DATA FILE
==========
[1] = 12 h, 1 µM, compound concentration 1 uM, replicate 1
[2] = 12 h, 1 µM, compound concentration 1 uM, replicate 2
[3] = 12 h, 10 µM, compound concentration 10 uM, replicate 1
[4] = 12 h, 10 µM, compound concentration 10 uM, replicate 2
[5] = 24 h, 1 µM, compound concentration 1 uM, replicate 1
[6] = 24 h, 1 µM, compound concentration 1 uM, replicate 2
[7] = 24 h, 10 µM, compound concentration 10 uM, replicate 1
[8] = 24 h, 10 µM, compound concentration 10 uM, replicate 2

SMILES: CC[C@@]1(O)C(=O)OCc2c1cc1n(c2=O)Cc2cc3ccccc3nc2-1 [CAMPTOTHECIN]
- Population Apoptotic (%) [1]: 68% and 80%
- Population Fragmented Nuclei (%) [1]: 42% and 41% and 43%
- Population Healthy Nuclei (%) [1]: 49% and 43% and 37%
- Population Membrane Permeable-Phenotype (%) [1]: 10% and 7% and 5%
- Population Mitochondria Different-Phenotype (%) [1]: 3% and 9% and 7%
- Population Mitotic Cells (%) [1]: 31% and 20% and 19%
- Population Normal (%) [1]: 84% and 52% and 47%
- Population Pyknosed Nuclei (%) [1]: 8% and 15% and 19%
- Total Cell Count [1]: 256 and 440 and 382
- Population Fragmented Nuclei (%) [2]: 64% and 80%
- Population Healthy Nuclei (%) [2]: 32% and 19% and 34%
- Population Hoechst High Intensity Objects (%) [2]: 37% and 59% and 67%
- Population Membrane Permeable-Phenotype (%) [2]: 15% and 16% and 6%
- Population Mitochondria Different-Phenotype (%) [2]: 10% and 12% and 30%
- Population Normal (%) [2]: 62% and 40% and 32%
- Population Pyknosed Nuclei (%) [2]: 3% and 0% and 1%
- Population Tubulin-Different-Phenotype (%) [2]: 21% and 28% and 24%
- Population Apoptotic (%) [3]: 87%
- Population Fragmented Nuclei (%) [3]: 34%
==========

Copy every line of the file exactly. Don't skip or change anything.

[1] = 12 h, 1 µM, compound concentration 1 uM, replicate 1
[2] = 12 h, 1 µM, compound concentration 1 uM, replicate 2
[3] = 12 h, 10 µM, compound concentration 10 uM, replicate 1
[4] = 12 h, 10 µM, compound concentration 10 uM, replicate 2
[5] = 24 h, 1 µM, compound concentration 1 uM, replicate 1
[6] = 24 h, 1 µM, compound concentration 1 uM, replicate 2
[7] = 24 h, 10 µM, compound concentration 10 uM, replicate 1
[8] = 24 h, 10 µM, compound concentration 10 uM, replicate 2

SMILES: CC[C@@]1(O)C(=O)OCc2c1cc1n(c2=O)Cc2cc3ccccc3nc2-1 [CAMPTOTHECIN]
- Population Apoptotic (%) [1]: 68% and 80%
- Population Fragmented Nuclei (%) [1]: 42% and 41% and 43%
- Population Healthy Nuclei (%) [1]: 49% and 43% and 37%
- Population Membrane Permeable-Phenotype (%) [1]: 10% and 7% and 5%
- Population Mitochondria Different-Phenotype (%) [1]: 3% and 9% and 7%
- Population Mitotic Cells (%) [1]: 31% and 20% and 19%
- Population Normal (%) [1]: 84% and 52% and 47%
- Population Pyknosed Nuclei (%) [1]: 8% and 15% and 19%
- Total Cell Count [1]: 256 and 440 and 382
- Population Fragmented Nuclei (%) [2]: 64% and 80%
- Population Healthy Nuclei (%) [2]: 32% and 19% and 34%
- Population Hoechst High Intensity Objects (%) [2]: 37% and 59% and 67%
- Population Membrane Permeable-Phenotype (%) [2]: 15% and 16% and 6%
- Population Mitochondria Different-Phenotype (%) [2]: 10% and 12% and 30%
- Population Normal (%) [2]: 62% and 40% and 32%
- Population Pyknosed Nuclei (%) [2]: 3% and 0% and 1%
- Population Tubulin-Different-Phenotype (%) [2]: 21% and 28% and 24%
- Population Apoptotic (%) [3]: 87%
- Population Fragmented Nuclei (%) [3]: 34%